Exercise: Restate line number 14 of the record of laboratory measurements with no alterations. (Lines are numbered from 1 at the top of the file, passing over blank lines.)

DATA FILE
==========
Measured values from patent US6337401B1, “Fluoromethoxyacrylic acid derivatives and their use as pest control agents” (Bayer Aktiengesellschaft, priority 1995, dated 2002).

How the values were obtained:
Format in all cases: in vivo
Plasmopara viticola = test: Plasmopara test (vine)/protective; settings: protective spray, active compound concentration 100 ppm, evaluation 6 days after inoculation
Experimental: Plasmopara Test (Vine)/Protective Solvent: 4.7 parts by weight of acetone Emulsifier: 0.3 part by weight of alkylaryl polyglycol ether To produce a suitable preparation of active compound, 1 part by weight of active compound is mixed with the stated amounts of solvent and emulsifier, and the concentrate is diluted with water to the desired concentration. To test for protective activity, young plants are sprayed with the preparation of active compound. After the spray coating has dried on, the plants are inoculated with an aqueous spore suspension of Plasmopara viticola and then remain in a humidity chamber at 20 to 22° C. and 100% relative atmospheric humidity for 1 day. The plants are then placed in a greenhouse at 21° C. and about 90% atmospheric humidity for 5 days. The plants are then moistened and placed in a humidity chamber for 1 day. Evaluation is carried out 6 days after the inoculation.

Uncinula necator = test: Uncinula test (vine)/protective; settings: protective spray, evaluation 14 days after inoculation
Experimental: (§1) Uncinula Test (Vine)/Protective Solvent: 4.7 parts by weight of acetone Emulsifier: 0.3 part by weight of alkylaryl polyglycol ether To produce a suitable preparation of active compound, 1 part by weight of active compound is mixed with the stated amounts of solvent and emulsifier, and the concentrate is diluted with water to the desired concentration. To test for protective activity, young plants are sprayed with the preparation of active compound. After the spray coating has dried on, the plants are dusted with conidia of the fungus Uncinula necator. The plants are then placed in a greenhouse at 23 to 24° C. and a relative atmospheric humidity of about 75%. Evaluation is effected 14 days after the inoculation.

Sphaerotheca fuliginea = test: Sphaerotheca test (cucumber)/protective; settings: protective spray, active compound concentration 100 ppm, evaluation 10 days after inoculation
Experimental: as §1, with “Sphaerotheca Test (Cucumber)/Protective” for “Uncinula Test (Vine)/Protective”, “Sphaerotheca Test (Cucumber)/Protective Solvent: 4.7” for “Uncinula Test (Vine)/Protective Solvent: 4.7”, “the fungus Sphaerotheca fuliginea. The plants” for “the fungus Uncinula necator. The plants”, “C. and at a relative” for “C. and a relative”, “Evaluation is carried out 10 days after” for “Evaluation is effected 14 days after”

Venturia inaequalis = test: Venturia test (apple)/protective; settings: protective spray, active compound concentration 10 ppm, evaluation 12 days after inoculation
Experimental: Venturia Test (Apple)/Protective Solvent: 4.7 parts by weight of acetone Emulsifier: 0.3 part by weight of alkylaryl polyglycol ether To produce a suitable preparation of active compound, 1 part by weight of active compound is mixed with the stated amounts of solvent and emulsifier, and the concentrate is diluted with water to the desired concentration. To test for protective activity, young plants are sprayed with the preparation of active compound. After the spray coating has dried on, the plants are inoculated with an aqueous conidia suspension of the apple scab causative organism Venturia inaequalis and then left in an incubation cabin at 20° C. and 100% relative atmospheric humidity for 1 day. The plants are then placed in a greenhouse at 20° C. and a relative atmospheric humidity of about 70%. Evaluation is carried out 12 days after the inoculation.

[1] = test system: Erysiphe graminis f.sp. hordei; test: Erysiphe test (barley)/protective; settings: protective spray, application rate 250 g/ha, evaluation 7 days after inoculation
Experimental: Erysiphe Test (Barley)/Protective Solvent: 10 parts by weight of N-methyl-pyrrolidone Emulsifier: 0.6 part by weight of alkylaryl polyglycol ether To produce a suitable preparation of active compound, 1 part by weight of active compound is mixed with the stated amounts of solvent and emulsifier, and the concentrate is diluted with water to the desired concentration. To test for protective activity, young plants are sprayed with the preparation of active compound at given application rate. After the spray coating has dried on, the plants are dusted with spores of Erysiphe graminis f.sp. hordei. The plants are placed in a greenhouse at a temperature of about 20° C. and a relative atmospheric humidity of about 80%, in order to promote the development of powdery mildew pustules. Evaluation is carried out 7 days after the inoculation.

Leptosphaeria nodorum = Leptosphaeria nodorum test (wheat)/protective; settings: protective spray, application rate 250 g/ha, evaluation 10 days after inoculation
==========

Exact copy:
Leptosphaeria nodorum = Leptosphaeria nodorum test (wheat)/protective; settings: protective spray, application rate 250 g/ha, evaluation 10 days after inoculation